Peace in the Pacific: Grounded in Local Custom, Adapting to Change

  • Volker Boege


The Pacific region is huge and highly diverse — linguistically, culturally and otherwise. Outsiders think of it as a massive expanse of water scattered with small isolated islands that are vulnerable and far apart (and, from a metropolitan perspective, ‘far away’). By contrast, an insiders’ view of Oceania is one of a ‘sea of islands’, focusing on the bonds and linkages that the ocean has provided between the island societies for time immemorial.1 In today’s international system, the region is divided into ‘nation’-states, most of them very small by international standards. The Pacific has the greatest concentration of micro-states worldwide. With approximately seven million inhabitants, Papua New Guinea (PNG) is by far the country with the biggest population. Altogether, no more than ten million people live in the region.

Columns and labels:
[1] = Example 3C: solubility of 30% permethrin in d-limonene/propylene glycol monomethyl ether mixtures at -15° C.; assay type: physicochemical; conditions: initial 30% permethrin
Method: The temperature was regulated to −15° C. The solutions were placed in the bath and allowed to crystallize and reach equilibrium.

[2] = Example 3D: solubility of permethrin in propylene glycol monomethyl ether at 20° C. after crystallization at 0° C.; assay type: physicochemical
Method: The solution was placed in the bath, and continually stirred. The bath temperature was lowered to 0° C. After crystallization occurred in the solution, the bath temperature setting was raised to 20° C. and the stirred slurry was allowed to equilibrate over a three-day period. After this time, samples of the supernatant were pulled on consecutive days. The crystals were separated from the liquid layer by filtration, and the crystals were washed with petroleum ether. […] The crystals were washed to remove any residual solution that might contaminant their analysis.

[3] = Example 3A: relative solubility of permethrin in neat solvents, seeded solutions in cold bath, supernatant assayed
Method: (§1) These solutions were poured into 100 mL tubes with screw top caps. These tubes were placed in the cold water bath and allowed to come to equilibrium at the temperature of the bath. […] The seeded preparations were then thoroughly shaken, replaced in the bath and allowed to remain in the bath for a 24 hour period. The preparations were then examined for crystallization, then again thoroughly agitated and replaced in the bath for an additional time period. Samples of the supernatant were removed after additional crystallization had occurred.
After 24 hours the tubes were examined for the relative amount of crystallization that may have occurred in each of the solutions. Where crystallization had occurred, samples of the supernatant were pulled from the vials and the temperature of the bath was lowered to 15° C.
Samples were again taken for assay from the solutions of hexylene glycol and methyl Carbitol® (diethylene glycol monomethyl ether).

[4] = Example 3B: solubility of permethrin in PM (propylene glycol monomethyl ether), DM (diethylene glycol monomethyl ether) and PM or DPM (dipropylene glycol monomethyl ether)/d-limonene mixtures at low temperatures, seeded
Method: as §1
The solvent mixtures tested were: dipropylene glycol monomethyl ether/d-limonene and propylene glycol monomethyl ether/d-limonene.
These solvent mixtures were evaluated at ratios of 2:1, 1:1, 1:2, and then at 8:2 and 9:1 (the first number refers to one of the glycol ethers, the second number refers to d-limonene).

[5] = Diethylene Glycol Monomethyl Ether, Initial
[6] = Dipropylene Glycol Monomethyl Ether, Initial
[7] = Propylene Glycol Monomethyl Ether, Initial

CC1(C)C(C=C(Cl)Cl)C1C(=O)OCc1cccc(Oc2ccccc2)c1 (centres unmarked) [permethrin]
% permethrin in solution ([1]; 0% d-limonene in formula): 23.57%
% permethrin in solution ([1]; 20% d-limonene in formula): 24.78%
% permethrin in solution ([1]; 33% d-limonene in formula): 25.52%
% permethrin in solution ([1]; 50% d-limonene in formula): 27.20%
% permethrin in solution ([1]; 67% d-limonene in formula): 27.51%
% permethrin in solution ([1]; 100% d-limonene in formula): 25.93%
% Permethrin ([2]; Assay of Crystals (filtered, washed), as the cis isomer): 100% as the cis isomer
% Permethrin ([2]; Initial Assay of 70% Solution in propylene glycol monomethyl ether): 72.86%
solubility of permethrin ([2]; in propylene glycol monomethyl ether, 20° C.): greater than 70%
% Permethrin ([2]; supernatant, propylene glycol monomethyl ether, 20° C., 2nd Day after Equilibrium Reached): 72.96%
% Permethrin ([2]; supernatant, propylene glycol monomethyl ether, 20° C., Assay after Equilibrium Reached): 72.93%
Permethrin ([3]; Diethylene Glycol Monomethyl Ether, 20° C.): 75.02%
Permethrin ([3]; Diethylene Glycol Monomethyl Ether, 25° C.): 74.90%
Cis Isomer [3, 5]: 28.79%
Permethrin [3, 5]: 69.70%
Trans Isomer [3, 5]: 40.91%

Civil Society Dispute Resolution Restorative Justice Solomon Island Regional Cooperation 
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© Volker Boege 2016

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  • Volker Boege

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